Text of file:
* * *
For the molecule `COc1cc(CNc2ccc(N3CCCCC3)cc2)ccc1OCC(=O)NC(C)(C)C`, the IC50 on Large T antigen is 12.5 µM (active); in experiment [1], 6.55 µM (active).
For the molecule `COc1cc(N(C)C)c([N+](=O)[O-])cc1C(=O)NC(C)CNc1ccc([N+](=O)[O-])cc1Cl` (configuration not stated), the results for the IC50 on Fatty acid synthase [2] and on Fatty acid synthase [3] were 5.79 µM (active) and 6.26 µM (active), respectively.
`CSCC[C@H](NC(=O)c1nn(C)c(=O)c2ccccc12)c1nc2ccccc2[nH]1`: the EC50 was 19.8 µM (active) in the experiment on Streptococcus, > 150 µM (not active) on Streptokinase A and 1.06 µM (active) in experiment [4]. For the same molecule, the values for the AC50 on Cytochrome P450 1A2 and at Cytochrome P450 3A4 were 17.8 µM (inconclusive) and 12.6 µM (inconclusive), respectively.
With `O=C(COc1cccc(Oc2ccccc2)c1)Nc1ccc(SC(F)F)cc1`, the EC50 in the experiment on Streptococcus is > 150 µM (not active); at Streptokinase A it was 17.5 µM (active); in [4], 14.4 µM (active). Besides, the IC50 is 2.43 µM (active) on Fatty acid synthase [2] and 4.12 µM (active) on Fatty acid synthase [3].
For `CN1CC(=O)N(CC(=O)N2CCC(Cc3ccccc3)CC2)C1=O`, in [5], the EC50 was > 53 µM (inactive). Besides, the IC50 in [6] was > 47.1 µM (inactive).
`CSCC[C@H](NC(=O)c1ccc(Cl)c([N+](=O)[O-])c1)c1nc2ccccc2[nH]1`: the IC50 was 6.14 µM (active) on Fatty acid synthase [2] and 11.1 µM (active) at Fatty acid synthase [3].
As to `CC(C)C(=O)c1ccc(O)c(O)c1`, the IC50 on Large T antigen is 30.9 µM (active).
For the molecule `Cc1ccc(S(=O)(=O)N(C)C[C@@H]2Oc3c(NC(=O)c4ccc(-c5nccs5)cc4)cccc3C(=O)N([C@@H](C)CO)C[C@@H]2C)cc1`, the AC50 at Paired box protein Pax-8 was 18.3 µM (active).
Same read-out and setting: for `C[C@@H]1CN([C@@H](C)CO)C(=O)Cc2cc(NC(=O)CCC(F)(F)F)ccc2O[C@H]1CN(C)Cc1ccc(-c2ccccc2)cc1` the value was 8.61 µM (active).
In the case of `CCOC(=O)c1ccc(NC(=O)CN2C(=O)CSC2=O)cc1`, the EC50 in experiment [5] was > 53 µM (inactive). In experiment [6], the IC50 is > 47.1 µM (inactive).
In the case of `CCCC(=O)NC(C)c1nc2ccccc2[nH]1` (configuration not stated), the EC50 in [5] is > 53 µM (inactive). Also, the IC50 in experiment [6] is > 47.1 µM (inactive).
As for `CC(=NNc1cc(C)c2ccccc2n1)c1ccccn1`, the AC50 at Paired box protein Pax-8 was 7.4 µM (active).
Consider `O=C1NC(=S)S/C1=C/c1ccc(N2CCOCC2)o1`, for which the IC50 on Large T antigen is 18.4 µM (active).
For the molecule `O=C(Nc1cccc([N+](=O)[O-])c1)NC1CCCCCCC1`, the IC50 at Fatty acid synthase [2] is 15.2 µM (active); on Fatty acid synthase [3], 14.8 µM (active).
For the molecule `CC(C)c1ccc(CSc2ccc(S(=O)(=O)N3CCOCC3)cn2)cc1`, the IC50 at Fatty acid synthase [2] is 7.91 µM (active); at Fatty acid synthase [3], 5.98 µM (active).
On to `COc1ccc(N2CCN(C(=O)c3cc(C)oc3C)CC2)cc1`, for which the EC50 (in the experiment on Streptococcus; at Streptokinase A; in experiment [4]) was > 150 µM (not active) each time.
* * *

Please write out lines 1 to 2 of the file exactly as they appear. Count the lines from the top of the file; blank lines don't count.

For the molecule `COc1cc(CNc2ccc(N3CCCCC3)cc2)ccc1OCC(=O)NC(C)(C)C`, the IC50 on Large T antigen is 12.5 µM (active); in experiment [1], 6.55 µM (active).
For the molecule `COc1cc(N(C)C)c([N+](=O)[O-])cc1C(=O)NC(C)CNc1ccc([N+](=O)[O-])cc1Cl` (configuration not stated), the results for the IC50 on Fatty acid synthase [2] and on Fatty acid synthase [3] were 5.79 µM (active) and 6.26 µM (active), respectively.